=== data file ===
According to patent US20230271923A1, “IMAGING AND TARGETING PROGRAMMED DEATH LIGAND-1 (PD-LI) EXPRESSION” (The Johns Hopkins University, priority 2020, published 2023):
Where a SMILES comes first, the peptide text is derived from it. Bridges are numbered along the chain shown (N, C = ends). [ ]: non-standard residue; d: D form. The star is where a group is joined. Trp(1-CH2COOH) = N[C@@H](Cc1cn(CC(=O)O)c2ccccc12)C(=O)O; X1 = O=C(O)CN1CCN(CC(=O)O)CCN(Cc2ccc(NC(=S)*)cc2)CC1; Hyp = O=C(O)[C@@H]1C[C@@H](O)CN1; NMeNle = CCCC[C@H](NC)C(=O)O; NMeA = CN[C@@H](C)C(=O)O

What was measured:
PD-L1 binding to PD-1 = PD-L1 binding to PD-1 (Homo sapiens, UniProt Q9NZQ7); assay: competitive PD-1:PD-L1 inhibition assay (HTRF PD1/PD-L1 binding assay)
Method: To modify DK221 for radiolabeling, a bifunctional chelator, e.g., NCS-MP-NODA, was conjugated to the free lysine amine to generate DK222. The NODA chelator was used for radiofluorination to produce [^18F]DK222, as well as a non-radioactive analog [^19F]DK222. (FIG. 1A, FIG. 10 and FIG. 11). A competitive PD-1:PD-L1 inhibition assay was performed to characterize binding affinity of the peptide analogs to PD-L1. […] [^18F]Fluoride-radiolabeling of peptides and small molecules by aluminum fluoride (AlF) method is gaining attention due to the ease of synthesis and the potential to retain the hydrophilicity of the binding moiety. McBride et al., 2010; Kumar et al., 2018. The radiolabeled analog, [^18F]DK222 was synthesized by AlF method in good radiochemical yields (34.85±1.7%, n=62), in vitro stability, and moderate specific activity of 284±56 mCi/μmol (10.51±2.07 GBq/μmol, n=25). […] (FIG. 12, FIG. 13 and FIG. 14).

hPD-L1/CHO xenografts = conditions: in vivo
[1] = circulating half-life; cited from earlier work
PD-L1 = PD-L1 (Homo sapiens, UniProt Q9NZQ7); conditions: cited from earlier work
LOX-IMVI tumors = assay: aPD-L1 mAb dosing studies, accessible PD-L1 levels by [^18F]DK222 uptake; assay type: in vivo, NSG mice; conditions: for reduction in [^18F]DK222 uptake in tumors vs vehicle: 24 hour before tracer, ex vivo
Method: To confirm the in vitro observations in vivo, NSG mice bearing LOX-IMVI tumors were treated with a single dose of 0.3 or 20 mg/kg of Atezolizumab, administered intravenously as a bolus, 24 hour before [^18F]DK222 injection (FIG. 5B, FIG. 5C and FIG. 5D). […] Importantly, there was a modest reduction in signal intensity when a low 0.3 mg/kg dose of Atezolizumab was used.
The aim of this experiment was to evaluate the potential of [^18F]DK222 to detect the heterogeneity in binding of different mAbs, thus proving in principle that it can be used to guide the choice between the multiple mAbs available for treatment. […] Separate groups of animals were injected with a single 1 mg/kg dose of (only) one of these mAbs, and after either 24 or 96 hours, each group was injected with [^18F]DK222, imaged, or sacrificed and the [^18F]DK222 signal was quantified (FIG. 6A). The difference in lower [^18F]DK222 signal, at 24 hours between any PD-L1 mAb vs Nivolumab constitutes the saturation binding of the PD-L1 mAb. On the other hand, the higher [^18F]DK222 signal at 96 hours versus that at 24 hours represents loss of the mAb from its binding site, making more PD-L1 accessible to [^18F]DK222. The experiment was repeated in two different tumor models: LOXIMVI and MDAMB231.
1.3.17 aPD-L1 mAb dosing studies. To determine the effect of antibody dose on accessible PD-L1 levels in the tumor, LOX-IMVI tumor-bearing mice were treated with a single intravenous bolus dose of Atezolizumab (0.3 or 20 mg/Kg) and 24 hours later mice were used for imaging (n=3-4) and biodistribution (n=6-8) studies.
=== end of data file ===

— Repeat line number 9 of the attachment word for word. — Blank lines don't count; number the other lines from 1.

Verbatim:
LOX-IMVI tumors = assay: aPD-L1 mAb dosing studies, accessible PD-L1 levels by [^18F]DK222 uptake; assay type: in vivo, NSG mice; conditions: for reduction in [^18F]DK222 uptake in tumors vs vehicle: 24 hour before tracer, ex vivo